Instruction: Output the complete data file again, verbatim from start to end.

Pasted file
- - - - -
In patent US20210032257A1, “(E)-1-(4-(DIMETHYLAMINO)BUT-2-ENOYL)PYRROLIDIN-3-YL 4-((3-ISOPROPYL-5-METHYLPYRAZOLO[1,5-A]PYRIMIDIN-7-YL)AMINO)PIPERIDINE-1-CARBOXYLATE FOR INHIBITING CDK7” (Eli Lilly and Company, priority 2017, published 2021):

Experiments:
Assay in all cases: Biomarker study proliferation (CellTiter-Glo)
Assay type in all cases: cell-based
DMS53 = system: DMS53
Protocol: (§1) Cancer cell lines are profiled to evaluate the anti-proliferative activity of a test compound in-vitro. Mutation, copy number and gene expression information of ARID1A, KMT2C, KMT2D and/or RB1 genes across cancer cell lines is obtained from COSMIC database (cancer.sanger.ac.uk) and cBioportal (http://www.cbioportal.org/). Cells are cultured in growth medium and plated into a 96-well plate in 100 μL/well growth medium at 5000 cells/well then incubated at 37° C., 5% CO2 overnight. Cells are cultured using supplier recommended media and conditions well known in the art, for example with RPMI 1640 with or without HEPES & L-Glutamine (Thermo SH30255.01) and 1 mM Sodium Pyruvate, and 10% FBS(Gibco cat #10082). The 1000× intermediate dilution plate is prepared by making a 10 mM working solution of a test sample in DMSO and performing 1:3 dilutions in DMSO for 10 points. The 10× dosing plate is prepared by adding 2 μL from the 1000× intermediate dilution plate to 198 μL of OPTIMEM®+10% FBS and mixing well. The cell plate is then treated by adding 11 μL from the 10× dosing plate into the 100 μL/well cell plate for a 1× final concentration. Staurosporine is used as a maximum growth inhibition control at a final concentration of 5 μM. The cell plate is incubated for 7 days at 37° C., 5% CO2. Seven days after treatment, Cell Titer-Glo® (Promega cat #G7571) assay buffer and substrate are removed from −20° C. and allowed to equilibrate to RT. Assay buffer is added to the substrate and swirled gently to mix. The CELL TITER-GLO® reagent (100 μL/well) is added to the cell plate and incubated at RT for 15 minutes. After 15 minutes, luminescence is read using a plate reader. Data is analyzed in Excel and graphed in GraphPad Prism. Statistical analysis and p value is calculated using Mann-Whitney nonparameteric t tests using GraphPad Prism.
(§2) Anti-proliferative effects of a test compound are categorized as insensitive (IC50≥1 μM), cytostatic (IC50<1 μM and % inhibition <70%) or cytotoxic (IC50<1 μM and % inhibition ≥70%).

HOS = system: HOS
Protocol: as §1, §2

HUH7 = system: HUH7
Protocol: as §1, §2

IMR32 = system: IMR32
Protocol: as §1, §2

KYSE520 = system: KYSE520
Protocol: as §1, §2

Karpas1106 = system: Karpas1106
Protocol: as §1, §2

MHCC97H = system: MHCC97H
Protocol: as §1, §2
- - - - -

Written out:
In patent US20210032257A1, “(E)-1-(4-(DIMETHYLAMINO)BUT-2-ENOYL)PYRROLIDIN-3-YL 4-((3-ISOPROPYL-5-METHYLPYRAZOLO[1,5-A]PYRIMIDIN-7-YL)AMINO)PIPERIDINE-1-CARBOXYLATE FOR INHIBITING CDK7” (Eli Lilly and Company, priority 2017, published 2021):

Experiments:
Assay in all cases: Biomarker study proliferation (CellTiter-Glo)
Assay type in all cases: cell-based
DMS53 = system: DMS53
Protocol: (§1) Cancer cell lines are profiled to evaluate the anti-proliferative activity of a test compound in-vitro. Mutation, copy number and gene expression information of ARID1A, KMT2C, KMT2D and/or RB1 genes across cancer cell lines is obtained from COSMIC database (cancer.sanger.ac.uk) and cBioportal (http://www.cbioportal.org/). Cells are cultured in growth medium and plated into a 96-well plate in 100 μL/well growth medium at 5000 cells/well then incubated at 37° C., 5% CO2 overnight. Cells are cultured using supplier recommended media and conditions well known in the art, for example with RPMI 1640 with or without HEPES & L-Glutamine (Thermo SH30255.01) and 1 mM Sodium Pyruvate, and 10% FBS(Gibco cat #10082). The 1000× intermediate dilution plate is prepared by making a 10 mM working solution of a test sample in DMSO and performing 1:3 dilutions in DMSO for 10 points. The 10× dosing plate is prepared by adding 2 μL from the 1000× intermediate dilution plate to 198 μL of OPTIMEM®+10% FBS and mixing well. The cell plate is then treated by adding 11 μL from the 10× dosing plate into the 100 μL/well cell plate for a 1× final concentration. Staurosporine is used as a maximum growth inhibition control at a final concentration of 5 μM. The cell plate is incubated for 7 days at 37° C., 5% CO2. Seven days after treatment, Cell Titer-Glo® (Promega cat #G7571) assay buffer and substrate are removed from −20° C. and allowed to equilibrate to RT. Assay buffer is added to the substrate and swirled gently to mix. The CELL TITER-GLO® reagent (100 μL/well) is added to the cell plate and incubated at RT for 15 minutes. After 15 minutes, luminescence is read using a plate reader. Data is analyzed in Excel and graphed in GraphPad Prism. Statistical analysis and p value is calculated using Mann-Whitney nonparameteric t tests using GraphPad Prism.
(§2) Anti-proliferative effects of a test compound are categorized as insensitive (IC50≥1 μM), cytostatic (IC50<1 μM and % inhibition <70%) or cytotoxic (IC50<1 μM and % inhibition ≥70%).

HOS = system: HOS
Protocol: as §1, §2

HUH7 = system: HUH7
Protocol: as §1, §2

IMR32 = system: IMR32
Protocol: as §1, §2

KYSE520 = system: KYSE520
Protocol: as §1, §2

Karpas1106 = system: Karpas1106
Protocol: as §1, §2

MHCC97H = system: MHCC97H
Protocol: as §1, §2